Jump to ContentJump to Main Navigation
Science, Conservation, and National Parks$
Users without a subscription are not able to see the full content.

Steven R. Beissinger, David D. Ackerly, Holly Doremus, and Gary E. Machlis

Print publication date: 2017

Print ISBN-13: 9780226422954

Published to Chicago Scholarship Online: September 2017

DOI: 10.7208/chicago/9780226423142.001.0001

Show Summary Details
Page of

PRINTED FROM CHICAGO SCHOLARSHIP ONLINE (www.chicago.universitypressscholarship.com). (c) Copyright University of Chicago Press, 2021. All Rights Reserved. An individual user may print out a PDF of a single chapter of a monograph in CHSO for personal use.date: 16 September 2021

Strategic Conversation: Stewardship of Parks in a Changing World

Strategic Conversation: Stewardship of Parks in a Changing World

(p.212) Ten Strategic Conversation: Stewardship of Parks in a Changing World
Science, Conservation, and National Parks
Meagan F. Oldfather, Kelly J. Easterday, Maggie J. Raboin, Kelsey J. Scheckel
University of Chicago Press

In a world with rapidly changing climate, rising sea levels, invasive species, and shifting disturbance regimes, national parks face huge stewardship challenges. Parks are challenged with reconciling management in the face of these changes while sustaining the preservationist values embedded in history, law, and policy. To maintain and restore ecosystem functions and combat climate change, should national parks embrace species once considered nonnative to a region, organisms produced by de-extinction, or populations introduced through rewilding? Should managers use historical baselines as goals for restoration, in the face of shifting climate and disturbance regimes? Is active management appropriate to resist novel ecosystems, or should trajectories of disturbance and succession be allowed to proceed unimpaired? This strategic discussion, which transpired at the Berkeley summit “Science for Parks, Parks for Science” on 26 March 2015, focuses on the role of stewardship and science in national parks and their role in confronting these looming challenges.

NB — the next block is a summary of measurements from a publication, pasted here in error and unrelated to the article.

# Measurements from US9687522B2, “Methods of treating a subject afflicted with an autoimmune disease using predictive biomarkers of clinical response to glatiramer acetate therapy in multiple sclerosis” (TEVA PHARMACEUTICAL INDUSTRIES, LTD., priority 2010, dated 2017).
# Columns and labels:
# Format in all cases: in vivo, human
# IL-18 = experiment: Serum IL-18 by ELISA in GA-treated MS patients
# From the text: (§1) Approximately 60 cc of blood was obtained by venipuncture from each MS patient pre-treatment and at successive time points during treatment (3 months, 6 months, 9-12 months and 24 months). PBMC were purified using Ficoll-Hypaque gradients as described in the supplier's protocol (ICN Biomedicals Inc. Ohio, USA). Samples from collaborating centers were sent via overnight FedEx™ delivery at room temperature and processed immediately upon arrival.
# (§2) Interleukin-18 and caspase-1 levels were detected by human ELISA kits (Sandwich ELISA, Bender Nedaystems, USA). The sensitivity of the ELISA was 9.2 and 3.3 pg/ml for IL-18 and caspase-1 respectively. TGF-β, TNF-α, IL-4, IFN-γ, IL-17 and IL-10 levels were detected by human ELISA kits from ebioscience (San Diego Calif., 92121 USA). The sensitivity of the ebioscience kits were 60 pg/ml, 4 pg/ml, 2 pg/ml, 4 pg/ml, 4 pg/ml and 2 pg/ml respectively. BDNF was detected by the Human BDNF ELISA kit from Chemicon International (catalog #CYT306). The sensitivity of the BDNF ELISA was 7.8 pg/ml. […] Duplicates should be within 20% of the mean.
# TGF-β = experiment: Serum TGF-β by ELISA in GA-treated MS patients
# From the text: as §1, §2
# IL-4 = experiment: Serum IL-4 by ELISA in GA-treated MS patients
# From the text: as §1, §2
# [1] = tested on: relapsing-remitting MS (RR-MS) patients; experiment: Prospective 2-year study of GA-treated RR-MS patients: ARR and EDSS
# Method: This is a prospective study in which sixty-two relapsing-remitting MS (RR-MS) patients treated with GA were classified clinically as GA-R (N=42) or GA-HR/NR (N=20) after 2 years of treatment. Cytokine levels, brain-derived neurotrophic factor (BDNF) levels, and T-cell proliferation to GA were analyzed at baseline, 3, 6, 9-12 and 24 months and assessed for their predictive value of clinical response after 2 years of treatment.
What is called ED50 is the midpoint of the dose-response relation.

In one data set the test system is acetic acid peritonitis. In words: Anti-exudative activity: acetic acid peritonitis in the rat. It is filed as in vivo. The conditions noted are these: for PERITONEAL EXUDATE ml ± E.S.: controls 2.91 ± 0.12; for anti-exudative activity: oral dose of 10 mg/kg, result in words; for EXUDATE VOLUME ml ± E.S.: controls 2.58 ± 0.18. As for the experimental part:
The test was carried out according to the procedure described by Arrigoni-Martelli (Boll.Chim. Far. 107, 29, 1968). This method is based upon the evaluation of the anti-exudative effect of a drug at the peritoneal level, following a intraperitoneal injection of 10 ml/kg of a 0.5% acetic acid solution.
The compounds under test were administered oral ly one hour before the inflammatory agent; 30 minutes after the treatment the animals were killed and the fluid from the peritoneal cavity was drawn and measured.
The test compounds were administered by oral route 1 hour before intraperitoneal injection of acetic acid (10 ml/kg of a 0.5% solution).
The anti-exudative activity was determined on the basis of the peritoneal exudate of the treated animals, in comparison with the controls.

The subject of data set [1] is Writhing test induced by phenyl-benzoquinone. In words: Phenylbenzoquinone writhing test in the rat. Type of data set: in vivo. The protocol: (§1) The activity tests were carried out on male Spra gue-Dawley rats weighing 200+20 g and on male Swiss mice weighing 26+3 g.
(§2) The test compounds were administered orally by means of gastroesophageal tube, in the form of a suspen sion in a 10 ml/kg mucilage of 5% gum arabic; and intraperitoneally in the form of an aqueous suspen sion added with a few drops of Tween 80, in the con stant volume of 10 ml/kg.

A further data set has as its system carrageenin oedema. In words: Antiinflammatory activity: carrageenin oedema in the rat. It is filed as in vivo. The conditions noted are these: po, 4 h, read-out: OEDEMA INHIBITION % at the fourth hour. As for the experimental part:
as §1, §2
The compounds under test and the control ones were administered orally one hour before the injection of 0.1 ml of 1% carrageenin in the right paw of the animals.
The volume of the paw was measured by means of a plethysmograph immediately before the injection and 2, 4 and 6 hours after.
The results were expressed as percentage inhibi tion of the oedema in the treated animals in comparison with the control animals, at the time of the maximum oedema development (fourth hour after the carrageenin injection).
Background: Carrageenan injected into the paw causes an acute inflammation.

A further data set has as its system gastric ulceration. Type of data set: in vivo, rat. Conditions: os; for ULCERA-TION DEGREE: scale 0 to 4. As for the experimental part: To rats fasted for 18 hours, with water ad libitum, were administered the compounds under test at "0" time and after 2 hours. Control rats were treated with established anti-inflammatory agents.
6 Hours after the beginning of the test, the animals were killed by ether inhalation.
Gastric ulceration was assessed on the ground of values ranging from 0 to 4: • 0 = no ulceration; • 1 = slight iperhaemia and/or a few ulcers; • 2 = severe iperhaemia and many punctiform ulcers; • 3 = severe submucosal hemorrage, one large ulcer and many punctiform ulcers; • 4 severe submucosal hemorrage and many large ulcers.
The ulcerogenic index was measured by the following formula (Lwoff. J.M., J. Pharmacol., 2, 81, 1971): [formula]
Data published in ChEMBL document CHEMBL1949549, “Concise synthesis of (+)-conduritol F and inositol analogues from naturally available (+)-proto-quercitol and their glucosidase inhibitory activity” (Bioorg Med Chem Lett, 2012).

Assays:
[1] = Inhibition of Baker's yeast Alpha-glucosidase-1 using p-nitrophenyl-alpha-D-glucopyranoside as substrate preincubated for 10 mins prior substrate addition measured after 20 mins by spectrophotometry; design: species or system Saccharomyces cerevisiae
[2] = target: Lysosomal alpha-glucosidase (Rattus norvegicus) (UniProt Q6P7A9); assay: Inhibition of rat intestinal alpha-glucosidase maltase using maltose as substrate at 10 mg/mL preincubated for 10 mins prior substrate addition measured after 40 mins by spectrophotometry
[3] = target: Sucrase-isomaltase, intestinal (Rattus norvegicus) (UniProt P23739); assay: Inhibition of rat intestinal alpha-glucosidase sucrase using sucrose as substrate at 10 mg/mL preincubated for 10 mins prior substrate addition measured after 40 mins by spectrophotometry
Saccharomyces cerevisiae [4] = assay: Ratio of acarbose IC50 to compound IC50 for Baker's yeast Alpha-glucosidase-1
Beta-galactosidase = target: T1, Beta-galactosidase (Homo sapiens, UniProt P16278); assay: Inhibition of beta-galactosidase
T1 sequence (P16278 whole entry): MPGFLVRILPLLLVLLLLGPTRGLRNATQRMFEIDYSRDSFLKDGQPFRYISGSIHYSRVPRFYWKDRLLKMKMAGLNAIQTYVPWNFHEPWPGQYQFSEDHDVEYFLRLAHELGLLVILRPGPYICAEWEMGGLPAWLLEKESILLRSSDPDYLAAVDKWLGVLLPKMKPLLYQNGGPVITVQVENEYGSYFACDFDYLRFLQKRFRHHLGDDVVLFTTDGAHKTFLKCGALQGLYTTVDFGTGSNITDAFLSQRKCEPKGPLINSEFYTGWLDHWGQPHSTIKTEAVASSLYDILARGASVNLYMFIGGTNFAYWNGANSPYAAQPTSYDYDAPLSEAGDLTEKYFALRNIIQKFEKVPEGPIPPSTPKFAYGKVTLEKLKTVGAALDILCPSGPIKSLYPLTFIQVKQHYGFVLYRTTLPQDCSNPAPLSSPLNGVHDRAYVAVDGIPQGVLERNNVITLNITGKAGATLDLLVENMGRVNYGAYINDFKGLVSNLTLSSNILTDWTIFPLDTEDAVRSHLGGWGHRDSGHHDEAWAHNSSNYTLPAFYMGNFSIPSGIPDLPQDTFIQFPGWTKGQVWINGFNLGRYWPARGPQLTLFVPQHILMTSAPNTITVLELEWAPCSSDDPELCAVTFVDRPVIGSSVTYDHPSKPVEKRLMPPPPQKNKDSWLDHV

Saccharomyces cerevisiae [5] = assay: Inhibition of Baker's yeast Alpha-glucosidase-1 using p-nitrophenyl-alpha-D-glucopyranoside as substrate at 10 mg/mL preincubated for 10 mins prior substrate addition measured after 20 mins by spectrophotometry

Keywords:   climate change, invasive species, national parks, protected area management, stewardship, de-extinction, rewildling

Chicago Scholarship Online requires a subscription or purchase to access the full text of books within the service. Public users can however freely search the site and view the abstracts and keywords for each book and chapter.

Please, subscribe or login to access full text content.

If you think you should have access to this title, please contact your librarian.

To troubleshoot, please check our FAQs, and if you can't find the answer there, please contact us.